Final Impressions

I said it as soon as the house lights went up in the theater. This film is a hot mess.  Plot twists come out of nowhere and are legion in number.  The film can’t decide what it wants to be about.  Is it a monster movie?  Is there some kind of message it wants to convey?  What message?  What is the primary conflict?  The One, despite being mentioned a few times, doesn’t enter the film until the halfway point.  His character is never explored nor are we ever treated to any motivation or character for him beyond exposition dumps from other characters that have no way of actually knowing the info they’re spitting out which is only glossed over by crap like “My theory is” or “They say that”.  Yet by the end, apparently The One trying to resurrect his dead bride (who is shown once at the start of the film, and never mentioned as The One’s bride until 15 minutes from the end) is the central goal of the villain that our heroes are trying the thwart?  Heck, before that we had little to no motivation for our heroes to oppose ‘The One’ until after M becomes the villain for 20 minutes before being unceremoniously killed off so The One can take center stage.  M would have made sense as a villain because we see him throughout the film making vague mentions of scheming and plotting and how it’s his job to ‘predict the future’ and what not.

Then there’s the whole Watson and Friday thing that is given no resolution, is never really explored beyond using Friday to find out if there’s a soul, and in the moment where that seems like a possibility it’s treated as a huge shocking moment and then immediately forgotten about for the rest of the film. Heck, it can even be interpreted that Watson flat out kills Friday’s regained soul immediately afterward to create a better puppet/tool for fighting M/The One.

In the end, the film and the story feels very much like it wants took inspiration from several early science fiction writers without taking or even understanding why those ideas worked.  Like a filmmaker who sees a cool shot and decides to use it over and over regardless of whether it works or not because it was cool but they didn’t understand WHY it was cool.  So the film ends up completely falling apart after the half way point as it tries to throw more and more into the film without any understanding of how to use the elements it adds.  It could have been something great.  There were a lot of amazing ideas to be explored in this film.  What it needed to do was just pick one and stick with it.

Fallout Will Never Make Sense To Me

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The Fallout franchise sure does love it some sci-fi doesn’t it?  From irradiated mutants that wander the wastes to laser guns & robots, you can find a lot of staples of science fiction.  Heck, there’s even the Mothership Zeta DLC where you are abducted by aliens and halt a planetary invasion.  There’s a lot about the Fallout universe that you have to swallow to buy into the premise of the world.  Especially the massively convoluted history about resource wars, nuclear escalation, America annexing Canada so it can fight a land war with China after China invades Alaska…  there’s a LOT of stuff going on in the story of these games. Most of which is irrelevant to the actual enjoyment of the games.  In fact, 90% of this stuff I didn’t even bother to learn until after I beat Fallout 3 years ago.  But you know what I can’t just ignore that completes breaks the entire ‘setting’ of these games for me?  That one thing that permeates every aspect of the series and drives me completely mad?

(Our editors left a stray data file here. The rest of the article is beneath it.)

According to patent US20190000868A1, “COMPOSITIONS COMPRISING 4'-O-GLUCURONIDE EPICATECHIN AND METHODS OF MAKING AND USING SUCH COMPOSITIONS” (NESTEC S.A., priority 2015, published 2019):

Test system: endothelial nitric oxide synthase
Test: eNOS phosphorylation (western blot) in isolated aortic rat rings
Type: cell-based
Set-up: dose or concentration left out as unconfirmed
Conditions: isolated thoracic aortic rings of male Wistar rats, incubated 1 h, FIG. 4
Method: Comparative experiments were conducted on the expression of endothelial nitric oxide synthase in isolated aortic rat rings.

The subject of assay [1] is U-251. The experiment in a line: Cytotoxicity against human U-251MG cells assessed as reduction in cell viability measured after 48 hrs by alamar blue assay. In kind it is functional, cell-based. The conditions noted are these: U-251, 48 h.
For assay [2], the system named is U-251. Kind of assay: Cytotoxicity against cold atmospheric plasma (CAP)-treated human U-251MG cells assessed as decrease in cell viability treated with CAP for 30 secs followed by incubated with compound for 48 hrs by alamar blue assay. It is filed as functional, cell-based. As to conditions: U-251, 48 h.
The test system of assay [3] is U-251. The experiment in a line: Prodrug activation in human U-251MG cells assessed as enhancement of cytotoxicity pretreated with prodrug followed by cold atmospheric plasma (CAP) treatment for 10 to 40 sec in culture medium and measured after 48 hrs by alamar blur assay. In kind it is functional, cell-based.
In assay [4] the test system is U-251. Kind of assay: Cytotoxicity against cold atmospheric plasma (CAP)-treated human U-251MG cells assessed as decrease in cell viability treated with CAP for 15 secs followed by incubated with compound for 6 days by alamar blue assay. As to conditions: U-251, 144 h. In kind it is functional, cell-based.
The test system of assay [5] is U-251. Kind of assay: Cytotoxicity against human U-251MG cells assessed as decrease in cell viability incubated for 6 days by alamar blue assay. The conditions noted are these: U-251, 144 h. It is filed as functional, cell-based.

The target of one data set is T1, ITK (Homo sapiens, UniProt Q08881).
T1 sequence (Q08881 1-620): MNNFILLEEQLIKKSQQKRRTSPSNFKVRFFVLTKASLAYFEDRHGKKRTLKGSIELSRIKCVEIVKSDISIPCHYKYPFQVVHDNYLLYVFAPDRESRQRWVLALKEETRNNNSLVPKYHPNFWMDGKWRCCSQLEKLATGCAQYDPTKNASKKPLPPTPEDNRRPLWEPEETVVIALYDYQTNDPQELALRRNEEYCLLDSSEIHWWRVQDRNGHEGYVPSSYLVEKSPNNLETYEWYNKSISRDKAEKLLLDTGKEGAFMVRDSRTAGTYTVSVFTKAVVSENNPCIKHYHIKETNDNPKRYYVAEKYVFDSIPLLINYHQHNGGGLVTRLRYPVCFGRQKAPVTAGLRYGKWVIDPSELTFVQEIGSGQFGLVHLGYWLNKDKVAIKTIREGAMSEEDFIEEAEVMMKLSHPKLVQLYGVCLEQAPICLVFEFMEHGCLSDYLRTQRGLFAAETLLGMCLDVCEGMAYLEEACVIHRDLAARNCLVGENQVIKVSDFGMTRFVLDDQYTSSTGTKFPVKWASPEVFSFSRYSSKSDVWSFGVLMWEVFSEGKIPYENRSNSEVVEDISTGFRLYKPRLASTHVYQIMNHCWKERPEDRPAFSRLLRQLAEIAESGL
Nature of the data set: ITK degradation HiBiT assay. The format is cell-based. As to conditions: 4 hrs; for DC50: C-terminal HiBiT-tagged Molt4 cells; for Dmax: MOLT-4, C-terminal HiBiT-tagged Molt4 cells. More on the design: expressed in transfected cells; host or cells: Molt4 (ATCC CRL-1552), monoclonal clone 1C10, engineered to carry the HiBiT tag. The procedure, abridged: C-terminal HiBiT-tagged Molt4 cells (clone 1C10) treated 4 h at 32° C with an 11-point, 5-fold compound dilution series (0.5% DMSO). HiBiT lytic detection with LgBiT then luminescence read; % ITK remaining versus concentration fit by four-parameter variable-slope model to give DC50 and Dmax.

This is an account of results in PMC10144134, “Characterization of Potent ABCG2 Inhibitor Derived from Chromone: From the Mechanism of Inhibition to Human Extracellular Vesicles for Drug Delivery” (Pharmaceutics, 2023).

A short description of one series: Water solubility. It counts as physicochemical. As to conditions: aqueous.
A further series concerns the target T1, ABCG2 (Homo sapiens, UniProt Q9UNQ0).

The 1950’s.

Yea. The 1950’s.  Not just that the style and visuals are rooted in the 50’s aesthetic and drawn from the futurist visions depicted at some World’s Fair expo.  But that somehow we are expected that a game set in the year 2277 hasn’t culturally advanced since the 1950’s in anything from fashion, to music, to art.  It’s just stuck there.  Oh but I hear people say, but Vry we’ve been living in a post-apocalyptic nightmare for centuries.  Culture can’t advance in that.

Um… why not?  Did people stop making music?  Did they stop painting?  Did no one want to wear a different style of dress?  We know that eventually someone developed the idea of making video games on holotapes.  So why is everything else stuck? Beyond even that point, the bombs didn’t drop until 2077.  That’s over 100 years of society being stuck in a single cultural period.  And we are talking about a society that currently must differentiate between ‘Early 90s’, ‘Mid 90s’, and ‘Late 90s’  as completely different styles of fashion, music, entertainment, and even things like slang.

The idea of any society only progressing in technology alone while every other aspect of culture being time-locked in one spot is just a baffling concept to me.  Especially since the only explanation we are given for any of this is: Transistors were never discovered.  The hell does that have to do with any of this?

I know that the Fallout universe is dear to some, but it just smacks of world building laziness.  I’m not saying you can’t do the whole 50’s culture retro-futurism thing… but give us a damn reason for it at least.  It almost feels like that movie Blast from the Past with Brendan Frazier and Christopher Walken, where a 1950s family seal themselves in a fallout shelter for forty years when they think a bomb is dropped on their house.  The difference?  That was a comedy.  You can excuse that sort of thing in a comedy.  Fallout wants to be taken seriously – roving gangs of Elvis impersonators aside.